Google still controls your information, despite EU ruling
After a long investigation, Google has finally reached a settlement with the European Commission about how it presents search results.
The Commission had started investigating Google in the first place over concerns about its dominance of the search market in Europe, where it accounts for 90% of searches. This is even bigger than its dominance in the US, where it controls around two-thirds of the market.
The company has been accused of prioritising its own webpages and those of rivals and has agreed to change its ways in order to avoid a fine of up to $5 billion.
Search results will now have to report alternative options from other websites. Rather than demoting them in favour of sites that promote Google's own interests, as it has until now.
To comply with the ruling, Google has agreed to give rival links greater visibility, using a dedicated shaded box that can't be switched off. This sits next to Google's own results from specialised services and will be used across mobile and any future versions of Google search that uses the specialised search function.
But, crucially, Google was successful in protecting its secret algorithm from oversight by regulators.
The reaction from other interested parties was not positive. According to FairSearch.org, an advocacy group sponsored by companies such as Microsoft and Oracle, the deal is "worse than nothing". It argues that these measures will not be sufficient to challenge Google's dominance, citing its own study showing that proposals put to the Commission along the way to this agreement only served to drive up traffic to its own sites.
Filtering your life
This rumbling search engine war is a surface issue in a deeper debate about accessing internet information that has gone beyond fair commercial competition and that affects us all.
Search engines have become part of our daily life, playing the extremely important role of the most common intermediary between the user and information on the web. And yet, their authority and their role in presenting and ranking web pages – and therefore information – remains largely unexplored.
The main issue is what is known as "source distance". Search engine queries produce lists of links that take you to the various websites that match the terms you have entered. The order in which these links is ranked relates to the importance of each webpage is to your query. And that is decided by an algorithm developed by the search engine.
The way in which search engines – and Google in particular – privilege sources and put them on top of their rankings using their own algorithm is the subject of a fascinating debate.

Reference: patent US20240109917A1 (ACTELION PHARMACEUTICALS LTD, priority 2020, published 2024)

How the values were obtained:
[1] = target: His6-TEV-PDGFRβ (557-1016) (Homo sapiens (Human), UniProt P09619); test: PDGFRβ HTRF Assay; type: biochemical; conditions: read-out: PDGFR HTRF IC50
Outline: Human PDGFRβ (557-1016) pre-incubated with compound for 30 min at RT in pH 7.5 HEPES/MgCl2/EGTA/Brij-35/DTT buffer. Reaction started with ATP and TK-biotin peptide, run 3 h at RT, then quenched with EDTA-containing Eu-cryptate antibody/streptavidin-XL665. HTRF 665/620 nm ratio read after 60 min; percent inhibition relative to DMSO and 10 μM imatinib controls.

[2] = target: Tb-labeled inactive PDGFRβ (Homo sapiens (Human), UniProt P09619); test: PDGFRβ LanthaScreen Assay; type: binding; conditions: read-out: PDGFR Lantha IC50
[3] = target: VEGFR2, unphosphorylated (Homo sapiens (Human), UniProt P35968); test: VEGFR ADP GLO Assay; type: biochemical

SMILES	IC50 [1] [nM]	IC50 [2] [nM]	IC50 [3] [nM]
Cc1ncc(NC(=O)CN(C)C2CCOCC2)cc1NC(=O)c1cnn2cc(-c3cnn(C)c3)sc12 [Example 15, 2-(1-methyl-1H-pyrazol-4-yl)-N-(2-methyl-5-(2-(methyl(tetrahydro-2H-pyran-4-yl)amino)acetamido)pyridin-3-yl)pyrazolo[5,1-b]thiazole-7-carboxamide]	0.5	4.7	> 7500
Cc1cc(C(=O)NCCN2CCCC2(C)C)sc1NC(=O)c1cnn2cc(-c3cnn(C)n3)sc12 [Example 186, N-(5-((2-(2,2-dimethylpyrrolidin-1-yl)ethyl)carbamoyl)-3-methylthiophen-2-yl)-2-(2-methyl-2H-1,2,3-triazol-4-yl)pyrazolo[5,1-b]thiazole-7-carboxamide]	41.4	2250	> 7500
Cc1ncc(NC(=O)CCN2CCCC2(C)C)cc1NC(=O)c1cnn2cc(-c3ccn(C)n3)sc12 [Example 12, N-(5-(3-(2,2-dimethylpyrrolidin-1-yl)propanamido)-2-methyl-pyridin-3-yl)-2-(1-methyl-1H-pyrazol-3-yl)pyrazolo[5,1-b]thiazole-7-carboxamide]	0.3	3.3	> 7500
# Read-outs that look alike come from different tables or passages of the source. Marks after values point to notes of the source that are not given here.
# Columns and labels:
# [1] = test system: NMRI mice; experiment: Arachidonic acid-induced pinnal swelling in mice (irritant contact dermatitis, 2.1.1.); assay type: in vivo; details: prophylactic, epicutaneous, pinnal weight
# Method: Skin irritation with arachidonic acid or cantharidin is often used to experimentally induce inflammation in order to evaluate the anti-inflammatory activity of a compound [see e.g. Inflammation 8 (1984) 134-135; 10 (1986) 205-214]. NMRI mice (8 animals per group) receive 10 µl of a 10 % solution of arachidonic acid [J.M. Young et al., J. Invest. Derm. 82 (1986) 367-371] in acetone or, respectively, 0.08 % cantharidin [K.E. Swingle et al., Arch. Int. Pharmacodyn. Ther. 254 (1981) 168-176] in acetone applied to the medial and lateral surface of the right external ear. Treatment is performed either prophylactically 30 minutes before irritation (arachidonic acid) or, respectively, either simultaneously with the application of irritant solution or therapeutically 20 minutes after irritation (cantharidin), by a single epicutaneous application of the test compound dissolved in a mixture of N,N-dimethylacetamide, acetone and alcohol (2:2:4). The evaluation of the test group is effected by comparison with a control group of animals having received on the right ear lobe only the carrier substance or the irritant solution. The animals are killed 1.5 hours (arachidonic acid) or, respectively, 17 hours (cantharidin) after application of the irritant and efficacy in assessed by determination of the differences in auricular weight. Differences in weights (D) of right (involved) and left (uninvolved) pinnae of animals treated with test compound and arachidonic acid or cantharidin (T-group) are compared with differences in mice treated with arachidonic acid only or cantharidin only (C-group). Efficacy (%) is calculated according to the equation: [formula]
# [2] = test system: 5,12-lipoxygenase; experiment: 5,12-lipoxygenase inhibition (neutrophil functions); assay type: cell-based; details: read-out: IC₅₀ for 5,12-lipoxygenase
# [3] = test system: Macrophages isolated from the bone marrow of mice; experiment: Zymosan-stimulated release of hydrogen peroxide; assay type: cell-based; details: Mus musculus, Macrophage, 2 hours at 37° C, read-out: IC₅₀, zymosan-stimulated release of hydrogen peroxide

Manipulating these rankings has huge potential consequences for users, who see information according to how the search engine wants them to see it.
So if one search engine controls 90% of a market, as Google does in Europe, and you as a company, a group or an individual, don't show up in its rankings, you may as well not exist.
Proprietary algorithms such Google's PageRank and Facebook's News Feed are becoming the main interfaces through which online information is accessed, we should start asking serious questions about the societal implications of such control over information.
As well controlling our information through search algorithms, companies like Google influence our cognition through "filter bubbles". These are created when the invisible filters that search engines use to provide tailored information and advertising to users start to limit the information you see.
This system of inclusion and exclusion of sources based on web history translates into idiosyncratic results for each user. One main effect of the filter bubble is the so-called "echo chamber", in which the information an individual sees simply reaffirms their existing beliefs because it reflects what they have already seen or read. Users aren't presented with anything unexpected or challenging inside their bubble because it matches their previous search patterns and unwittingly avoid challenges to their opinions. In a bid to counter the phenomenon, search engines such as DuckDuckGo are offering anonymous search so that each request for information is like starting anew.
In the past there was much more variety because the presence of different search engines ensured algorithmic variety and different search results. But that variety is being lost, particularly in Europe, because almost all results are curated by Google.
Don't be evil is the informal corporate motto of Google but it has no interest in being "good" either, as the EU deal might suggest to the casual onlooker. It's time for a wider debate, both at national and European level, on the societal consequences of Google's dominance in search and its resulting influence over the knowledge available to us.
This story is published courtesy of The Conversation (under Creative Commons-Attribution/No derivatives).